Suspiria: Two Versions of the Same Script
In the 70s, Dario Argento terrified audiences with witchcraft and supernatural forces in Suspiria. Years later, Luca Guadagnino did a remake of the film that draws from the original. Two perspectives of the same script, two ways of understanding the same story. Which version do you prefer?
In the 1970s, Italian filmmaker Dario Argento surprised audiences with Suspiria, the unforgettable first installment of what would become known as The Three Mothers trilogy.
Argento is known for his horror films, more specifically his giallo movies. If you’re unfamiliar with the term giallo, it’s a hyper-stylized Italian crime movie, known for being especially gory and over-the-top. Argento’s work simultaneously surprised and terrified audiences for years. If you were to choose a color to define Argento as a director, it would most definitely be blood red. His movies transport you to an aesthetic dimension of terror and violence.
In Suspiria, Argento embraces a more supernatural and enigmatic kind of horror filled with symbols. He co-wrote the script with his wife, Daria Nicolodi, and choose to leave a good part of the plot to the viewer’s imagination. The audience is in charge of reconstructing the information that the film doesn’t explicitly provide. They have to imagine the shocking things that happen behind the walls of Markos Dance School.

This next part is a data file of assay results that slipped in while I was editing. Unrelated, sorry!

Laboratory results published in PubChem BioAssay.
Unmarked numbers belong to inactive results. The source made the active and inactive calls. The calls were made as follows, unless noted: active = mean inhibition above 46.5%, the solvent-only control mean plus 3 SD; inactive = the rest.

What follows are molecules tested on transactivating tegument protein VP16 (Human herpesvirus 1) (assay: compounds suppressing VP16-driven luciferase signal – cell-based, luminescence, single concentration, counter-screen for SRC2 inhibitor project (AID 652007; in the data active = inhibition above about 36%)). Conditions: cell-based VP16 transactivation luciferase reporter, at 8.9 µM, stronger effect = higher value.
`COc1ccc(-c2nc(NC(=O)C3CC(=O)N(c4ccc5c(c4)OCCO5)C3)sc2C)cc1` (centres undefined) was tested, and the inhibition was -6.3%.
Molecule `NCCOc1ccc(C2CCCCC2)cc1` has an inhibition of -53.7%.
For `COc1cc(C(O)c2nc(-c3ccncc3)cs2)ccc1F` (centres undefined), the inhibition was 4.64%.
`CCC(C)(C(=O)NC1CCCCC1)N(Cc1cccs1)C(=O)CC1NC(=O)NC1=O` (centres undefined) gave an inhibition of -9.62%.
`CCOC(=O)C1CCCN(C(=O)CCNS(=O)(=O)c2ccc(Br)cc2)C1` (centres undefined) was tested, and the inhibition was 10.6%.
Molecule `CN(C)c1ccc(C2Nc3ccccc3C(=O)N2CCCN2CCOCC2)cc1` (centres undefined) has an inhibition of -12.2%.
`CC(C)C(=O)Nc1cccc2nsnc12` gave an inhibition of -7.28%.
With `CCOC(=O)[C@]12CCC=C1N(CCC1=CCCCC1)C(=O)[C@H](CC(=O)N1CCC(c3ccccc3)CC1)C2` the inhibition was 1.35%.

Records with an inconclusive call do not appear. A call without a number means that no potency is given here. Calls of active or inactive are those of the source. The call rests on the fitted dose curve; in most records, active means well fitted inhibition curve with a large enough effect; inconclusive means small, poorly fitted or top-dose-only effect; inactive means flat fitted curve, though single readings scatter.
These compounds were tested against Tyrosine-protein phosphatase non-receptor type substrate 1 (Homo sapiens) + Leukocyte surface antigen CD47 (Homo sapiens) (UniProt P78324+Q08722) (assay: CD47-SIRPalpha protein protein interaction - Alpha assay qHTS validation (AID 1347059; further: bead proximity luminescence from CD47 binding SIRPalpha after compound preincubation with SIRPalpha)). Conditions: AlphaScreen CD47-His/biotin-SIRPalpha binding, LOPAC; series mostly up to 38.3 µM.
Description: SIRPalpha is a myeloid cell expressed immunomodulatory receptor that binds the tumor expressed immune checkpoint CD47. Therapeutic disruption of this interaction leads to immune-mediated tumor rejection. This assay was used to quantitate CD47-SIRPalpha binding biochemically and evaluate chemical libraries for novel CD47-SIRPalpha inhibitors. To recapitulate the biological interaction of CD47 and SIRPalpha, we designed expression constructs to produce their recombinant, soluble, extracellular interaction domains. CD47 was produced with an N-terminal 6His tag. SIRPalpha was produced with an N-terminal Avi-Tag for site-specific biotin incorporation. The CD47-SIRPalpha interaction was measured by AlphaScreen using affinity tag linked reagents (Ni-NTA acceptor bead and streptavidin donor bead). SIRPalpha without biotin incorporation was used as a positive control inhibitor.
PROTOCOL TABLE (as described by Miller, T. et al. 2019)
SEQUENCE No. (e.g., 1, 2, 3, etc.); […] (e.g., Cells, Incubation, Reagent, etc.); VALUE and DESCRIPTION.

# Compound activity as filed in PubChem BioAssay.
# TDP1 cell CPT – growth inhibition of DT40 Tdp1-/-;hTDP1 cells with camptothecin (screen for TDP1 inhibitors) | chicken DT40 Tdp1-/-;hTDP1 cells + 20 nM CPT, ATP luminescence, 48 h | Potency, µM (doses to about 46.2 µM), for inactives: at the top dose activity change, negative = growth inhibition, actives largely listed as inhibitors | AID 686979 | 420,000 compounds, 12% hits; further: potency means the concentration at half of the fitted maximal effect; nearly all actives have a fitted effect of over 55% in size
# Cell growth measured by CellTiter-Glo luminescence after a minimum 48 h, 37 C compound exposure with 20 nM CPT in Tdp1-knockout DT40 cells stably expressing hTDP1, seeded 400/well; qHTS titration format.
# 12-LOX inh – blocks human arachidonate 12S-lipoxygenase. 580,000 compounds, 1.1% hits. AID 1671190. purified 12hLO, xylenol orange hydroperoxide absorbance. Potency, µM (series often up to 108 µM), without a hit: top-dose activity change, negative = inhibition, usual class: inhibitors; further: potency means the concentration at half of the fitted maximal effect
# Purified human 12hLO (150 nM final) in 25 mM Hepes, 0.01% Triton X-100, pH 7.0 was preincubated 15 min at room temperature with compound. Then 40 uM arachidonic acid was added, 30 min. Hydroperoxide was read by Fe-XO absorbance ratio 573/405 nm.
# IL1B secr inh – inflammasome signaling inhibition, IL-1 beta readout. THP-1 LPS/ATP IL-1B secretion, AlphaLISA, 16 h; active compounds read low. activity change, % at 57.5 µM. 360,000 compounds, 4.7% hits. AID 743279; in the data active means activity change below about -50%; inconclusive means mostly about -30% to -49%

A new version of Suspiria
In 2018, a few decades after the original movie premiered, another Italian filmmaker decided to give the script new life. He imagined everything that the viewer could have interpreted, broadened the universe that Argento created, and added some contemporary elements.
Consequently, Guadagnino’s Suspiria is a far cry from the original, but it doesn’t forget its roots. Occasionally, we get glimpses of Argento’s brand of terror. The movies present two different ways of understanding horror, two ways of generating suspense, and two ways of telling the same story.
WARNING: This article may contain spoilers.
Suspiria: A feminine universe
In other articles, we’ve commented on how female presence in film has been a long time coming. For many years, female roles were always secondary, and the only female characters represented “traditional” feminine roles: motherhood, beauty, domestic life, etc. For decades, men have been the heroes on screen, not to mention behind the cameras.
However, Dario Argento not only worked with his wife on the Suspiria script, but he also brought together a cast of women that broke the molds of the time. Suspiria takes us to a prestigious German dance academy that’s completely run by women. There are male characters, but most of them are secondary. Argento flipped the idea of traditional vender roles.